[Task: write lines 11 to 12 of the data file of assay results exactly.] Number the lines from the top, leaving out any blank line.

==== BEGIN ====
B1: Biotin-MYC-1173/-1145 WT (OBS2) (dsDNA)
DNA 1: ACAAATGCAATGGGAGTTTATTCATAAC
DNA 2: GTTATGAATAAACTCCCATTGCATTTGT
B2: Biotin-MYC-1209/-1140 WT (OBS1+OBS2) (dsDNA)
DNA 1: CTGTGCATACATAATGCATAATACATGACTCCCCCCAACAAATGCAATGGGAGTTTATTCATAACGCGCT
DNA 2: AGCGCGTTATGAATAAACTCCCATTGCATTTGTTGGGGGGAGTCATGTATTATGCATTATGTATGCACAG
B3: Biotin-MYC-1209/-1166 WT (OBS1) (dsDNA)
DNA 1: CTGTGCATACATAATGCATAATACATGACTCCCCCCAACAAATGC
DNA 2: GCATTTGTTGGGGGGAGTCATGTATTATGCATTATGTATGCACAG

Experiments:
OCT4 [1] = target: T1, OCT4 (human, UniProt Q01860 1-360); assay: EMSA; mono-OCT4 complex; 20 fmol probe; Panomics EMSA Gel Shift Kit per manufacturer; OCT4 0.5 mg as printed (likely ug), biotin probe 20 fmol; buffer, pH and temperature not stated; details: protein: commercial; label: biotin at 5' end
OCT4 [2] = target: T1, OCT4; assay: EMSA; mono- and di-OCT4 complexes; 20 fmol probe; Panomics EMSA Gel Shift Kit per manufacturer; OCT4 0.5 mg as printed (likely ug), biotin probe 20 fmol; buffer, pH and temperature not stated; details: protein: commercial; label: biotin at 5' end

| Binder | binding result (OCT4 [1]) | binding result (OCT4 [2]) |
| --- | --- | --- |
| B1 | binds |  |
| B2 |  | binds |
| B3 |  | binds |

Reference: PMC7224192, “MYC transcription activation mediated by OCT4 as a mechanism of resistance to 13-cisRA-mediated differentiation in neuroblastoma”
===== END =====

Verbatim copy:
OCT4 [1] = target: T1, OCT4 (human, UniProt Q01860 1-360); assay: EMSA; mono-OCT4 complex; 20 fmol probe; Panomics EMSA Gel Shift Kit per manufacturer; OCT4 0.5 mg as printed (likely ug), biotin probe 20 fmol; buffer, pH and temperature not stated; details: protein: commercial; label: biotin at 5' end
OCT4 [2] = target: T1, OCT4; assay: EMSA; mono- and di-OCT4 complexes; 20 fmol probe; Panomics EMSA Gel Shift Kit per manufacturer; OCT4 0.5 mg as printed (likely ug), biotin probe 20 fmol; buffer, pH and temperature not stated; details: protein: commercial; label: biotin at 5' end